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Evaluation of Timing and Route of Epinephrine in a Neonatal Model of Asphyxial Arrest [Resuscitation Science]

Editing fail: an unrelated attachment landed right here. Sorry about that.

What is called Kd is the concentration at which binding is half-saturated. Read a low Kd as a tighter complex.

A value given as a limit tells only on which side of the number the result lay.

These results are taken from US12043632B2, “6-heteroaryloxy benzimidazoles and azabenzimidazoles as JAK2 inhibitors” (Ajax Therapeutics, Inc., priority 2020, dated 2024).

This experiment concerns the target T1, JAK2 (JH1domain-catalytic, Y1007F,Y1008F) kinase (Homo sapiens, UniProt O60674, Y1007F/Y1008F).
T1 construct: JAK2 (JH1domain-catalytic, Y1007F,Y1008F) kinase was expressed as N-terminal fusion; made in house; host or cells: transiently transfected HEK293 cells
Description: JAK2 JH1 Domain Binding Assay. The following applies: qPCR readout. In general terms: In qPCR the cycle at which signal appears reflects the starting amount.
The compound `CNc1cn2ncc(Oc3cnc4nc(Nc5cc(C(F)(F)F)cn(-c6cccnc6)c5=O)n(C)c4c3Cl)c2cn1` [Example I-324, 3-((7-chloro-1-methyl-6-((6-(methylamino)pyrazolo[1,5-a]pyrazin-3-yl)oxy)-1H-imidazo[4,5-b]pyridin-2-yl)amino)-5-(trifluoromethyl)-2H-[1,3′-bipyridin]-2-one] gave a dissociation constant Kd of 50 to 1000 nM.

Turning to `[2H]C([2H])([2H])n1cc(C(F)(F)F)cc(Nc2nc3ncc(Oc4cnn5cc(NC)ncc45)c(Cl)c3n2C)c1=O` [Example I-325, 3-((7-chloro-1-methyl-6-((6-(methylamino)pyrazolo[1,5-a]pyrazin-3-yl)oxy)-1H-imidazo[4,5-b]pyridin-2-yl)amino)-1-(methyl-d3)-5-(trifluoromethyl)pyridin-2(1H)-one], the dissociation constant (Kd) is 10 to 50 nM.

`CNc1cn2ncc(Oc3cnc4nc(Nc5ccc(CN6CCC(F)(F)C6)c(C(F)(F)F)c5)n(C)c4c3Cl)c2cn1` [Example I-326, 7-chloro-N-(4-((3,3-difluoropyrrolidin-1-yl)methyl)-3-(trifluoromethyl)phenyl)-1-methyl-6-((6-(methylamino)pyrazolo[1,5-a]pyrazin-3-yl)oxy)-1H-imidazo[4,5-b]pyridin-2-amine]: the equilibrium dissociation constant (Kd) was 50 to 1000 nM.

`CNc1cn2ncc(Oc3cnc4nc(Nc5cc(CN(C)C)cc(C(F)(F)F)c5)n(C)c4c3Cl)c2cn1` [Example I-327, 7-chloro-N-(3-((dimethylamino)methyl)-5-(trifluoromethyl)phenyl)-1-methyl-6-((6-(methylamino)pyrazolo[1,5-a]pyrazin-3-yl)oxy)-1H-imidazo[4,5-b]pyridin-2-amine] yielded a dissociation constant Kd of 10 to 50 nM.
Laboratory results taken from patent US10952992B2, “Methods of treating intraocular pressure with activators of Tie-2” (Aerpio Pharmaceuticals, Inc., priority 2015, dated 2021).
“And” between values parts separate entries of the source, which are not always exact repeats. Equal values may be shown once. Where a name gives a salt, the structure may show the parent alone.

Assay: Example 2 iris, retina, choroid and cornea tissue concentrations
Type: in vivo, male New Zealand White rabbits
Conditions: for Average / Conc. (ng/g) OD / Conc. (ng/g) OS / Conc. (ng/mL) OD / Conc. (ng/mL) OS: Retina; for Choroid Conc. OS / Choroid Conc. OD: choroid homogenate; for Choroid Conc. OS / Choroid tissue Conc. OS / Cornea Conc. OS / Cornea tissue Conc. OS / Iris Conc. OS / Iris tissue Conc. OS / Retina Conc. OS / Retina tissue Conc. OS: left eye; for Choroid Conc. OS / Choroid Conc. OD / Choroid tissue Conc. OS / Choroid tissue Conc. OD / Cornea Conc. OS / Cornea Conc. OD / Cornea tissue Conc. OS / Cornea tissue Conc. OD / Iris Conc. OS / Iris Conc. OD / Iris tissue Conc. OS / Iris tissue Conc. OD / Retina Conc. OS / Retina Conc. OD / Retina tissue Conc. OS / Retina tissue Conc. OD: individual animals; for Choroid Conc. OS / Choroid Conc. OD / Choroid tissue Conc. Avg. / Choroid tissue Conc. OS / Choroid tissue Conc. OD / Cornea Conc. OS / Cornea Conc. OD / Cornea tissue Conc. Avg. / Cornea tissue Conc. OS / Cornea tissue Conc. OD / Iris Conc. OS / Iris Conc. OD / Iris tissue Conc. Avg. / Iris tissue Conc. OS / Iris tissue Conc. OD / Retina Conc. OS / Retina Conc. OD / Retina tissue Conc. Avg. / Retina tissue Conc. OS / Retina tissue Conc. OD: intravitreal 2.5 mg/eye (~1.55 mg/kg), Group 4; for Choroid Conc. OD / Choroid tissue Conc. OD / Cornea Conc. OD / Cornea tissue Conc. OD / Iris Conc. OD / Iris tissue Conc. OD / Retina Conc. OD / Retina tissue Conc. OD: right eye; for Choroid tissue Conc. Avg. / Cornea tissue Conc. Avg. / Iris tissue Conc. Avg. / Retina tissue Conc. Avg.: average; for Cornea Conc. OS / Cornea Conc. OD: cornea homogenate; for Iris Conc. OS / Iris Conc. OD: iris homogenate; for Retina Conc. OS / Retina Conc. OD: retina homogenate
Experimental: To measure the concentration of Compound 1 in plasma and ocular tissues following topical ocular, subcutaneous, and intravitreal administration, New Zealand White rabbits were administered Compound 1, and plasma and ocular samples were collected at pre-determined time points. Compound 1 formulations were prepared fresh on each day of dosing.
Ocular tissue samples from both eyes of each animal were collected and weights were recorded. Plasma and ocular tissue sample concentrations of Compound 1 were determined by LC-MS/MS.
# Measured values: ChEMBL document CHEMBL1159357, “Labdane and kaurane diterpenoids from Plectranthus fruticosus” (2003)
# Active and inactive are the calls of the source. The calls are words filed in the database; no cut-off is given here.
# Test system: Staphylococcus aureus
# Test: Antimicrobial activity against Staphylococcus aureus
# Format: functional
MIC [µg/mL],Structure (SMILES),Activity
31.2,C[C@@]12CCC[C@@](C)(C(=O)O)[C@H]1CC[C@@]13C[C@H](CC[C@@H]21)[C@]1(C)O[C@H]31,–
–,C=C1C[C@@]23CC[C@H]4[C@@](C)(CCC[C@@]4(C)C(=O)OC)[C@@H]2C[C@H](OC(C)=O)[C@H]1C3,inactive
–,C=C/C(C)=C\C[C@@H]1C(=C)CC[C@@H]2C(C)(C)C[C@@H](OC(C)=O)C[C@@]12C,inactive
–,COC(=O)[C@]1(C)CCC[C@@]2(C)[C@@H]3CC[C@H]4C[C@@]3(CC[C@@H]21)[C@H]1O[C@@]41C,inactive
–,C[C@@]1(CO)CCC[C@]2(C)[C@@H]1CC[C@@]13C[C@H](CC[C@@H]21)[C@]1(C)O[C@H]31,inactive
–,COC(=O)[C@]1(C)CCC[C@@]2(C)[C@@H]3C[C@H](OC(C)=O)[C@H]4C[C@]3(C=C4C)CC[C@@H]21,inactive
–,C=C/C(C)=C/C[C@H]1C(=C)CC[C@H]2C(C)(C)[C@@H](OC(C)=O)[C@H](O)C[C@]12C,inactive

BackgroundEpinephrine administered by low umbilical venous catheter (UVC) or endotracheal tube (ETT) is indicated in neonates who fail to respond to positive pressure ventilation and chest compressions at birth. Pharmacokinetics of ETT epinephrine via fluid‐filled lungs or UVC epinephrine in the presence of fetal shunts is unknown. We hypothesized that epinephrine administered by ETT or low UVC results in plasma epinephrine concentrations and rates of return of spontaneous circulation (ROSC) similar to right atrial (RA) epinephrine.Methods and ResultsForty‐four lambs were randomized into the following groups: RA epinephrine (0.03 mg/kg), low UVC epinephrine (0.03 mg/kg), postcompression ETT epinephrine (0.1 mg/kg), and precompression ETT epinephrine (0.1 mg/kg). Asystole was induced by umbilical cord occlusion. Resuscitation was initiated following 5 minutes of asystole. Thirty‐eight of 44 lambs achieved ROSC (10/11, 9/11, and 12/22 in the RA, UVC, and ETT groups, respectively; subsequent RA epinephrine resulted in a total ROSC of 19/22 in the ETT groups). Median time (interquartile range) to achieve ROSC was significantly longer in the ETT group (including those that received RA epinephrine) compared to the intravenous group (4.5 [2.9–7.4] versus 2 [1.9–3] minutes; P=0.02). RA and low UVC epinephrine administration achieved comparable peak plasma epinephrine concentrations (470±250 versus 450±190 ng/mL) by 1 minute compared to ETT values of 130±60 ng/mL at 5 minutes; P=0.03. Following ROSC with ETT epinephrine alone, there was a delayed peak epinephrine concentration (652±240 ng/mL).ConclusionsThe absorption of ETT epinephrine is low and delayed at birth. RA and low UVC epinephrine rapidly achieve high plasma concentrations resulting in ROSC.

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